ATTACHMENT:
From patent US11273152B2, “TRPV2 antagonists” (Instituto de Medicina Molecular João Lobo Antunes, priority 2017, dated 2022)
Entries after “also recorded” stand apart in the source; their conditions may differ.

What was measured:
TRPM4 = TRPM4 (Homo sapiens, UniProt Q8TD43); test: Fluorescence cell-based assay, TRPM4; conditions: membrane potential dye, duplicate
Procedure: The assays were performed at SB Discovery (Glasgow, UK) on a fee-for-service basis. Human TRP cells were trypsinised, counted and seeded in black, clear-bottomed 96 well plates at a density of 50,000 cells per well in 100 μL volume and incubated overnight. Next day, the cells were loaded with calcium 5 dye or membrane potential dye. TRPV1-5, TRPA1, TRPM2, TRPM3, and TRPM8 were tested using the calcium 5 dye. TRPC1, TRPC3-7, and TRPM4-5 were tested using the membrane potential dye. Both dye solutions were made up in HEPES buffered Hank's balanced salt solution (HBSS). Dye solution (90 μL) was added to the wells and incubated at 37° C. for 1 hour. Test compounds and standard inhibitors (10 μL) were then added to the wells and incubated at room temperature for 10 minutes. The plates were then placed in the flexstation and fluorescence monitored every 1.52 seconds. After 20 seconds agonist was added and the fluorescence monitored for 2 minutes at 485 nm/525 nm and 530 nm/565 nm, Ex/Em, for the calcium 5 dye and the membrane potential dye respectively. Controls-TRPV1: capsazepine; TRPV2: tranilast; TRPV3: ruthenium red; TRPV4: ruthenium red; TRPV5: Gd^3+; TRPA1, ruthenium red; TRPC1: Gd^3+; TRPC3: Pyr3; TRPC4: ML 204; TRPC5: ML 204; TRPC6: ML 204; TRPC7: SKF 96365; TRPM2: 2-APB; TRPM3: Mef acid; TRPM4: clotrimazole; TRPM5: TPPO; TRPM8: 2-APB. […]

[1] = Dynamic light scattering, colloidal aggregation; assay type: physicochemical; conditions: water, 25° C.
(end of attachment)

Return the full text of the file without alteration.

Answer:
From patent US11273152B2, “TRPV2 antagonists” (Instituto de Medicina Molecular João Lobo Antunes, priority 2017, dated 2022)
Entries after “also recorded” stand apart in the source; their conditions may differ.

What was measured:
TRPM4 = TRPM4 (Homo sapiens, UniProt Q8TD43); test: Fluorescence cell-based assay, TRPM4; conditions: membrane potential dye, duplicate
Procedure: The assays were performed at SB Discovery (Glasgow, UK) on a fee-for-service basis. Human TRP cells were trypsinised, counted and seeded in black, clear-bottomed 96 well plates at a density of 50,000 cells per well in 100 μL volume and incubated overnight. Next day, the cells were loaded with calcium 5 dye or membrane potential dye. TRPV1-5, TRPA1, TRPM2, TRPM3, and TRPM8 were tested using the calcium 5 dye. TRPC1, TRPC3-7, and TRPM4-5 were tested using the membrane potential dye. Both dye solutions were made up in HEPES buffered Hank's balanced salt solution (HBSS). Dye solution (90 μL) was added to the wells and incubated at 37° C. for 1 hour. Test compounds and standard inhibitors (10 μL) were then added to the wells and incubated at room temperature for 10 minutes. The plates were then placed in the flexstation and fluorescence monitored every 1.52 seconds. After 20 seconds agonist was added and the fluorescence monitored for 2 minutes at 485 nm/525 nm and 530 nm/565 nm, Ex/Em, for the calcium 5 dye and the membrane potential dye respectively. Controls-TRPV1: capsazepine; TRPV2: tranilast; TRPV3: ruthenium red; TRPV4: ruthenium red; TRPV5: Gd^3+; TRPA1, ruthenium red; TRPC1: Gd^3+; TRPC3: Pyr3; TRPC4: ML 204; TRPC5: ML 204; TRPC6: ML 204; TRPC7: SKF 96365; TRPM2: 2-APB; TRPM3: Mef acid; TRPM4: clotrimazole; TRPM5: TPPO; TRPM8: 2-APB. […]

[1] = Dynamic light scattering, colloidal aggregation; assay type: physicochemical; conditions: water, 25° C.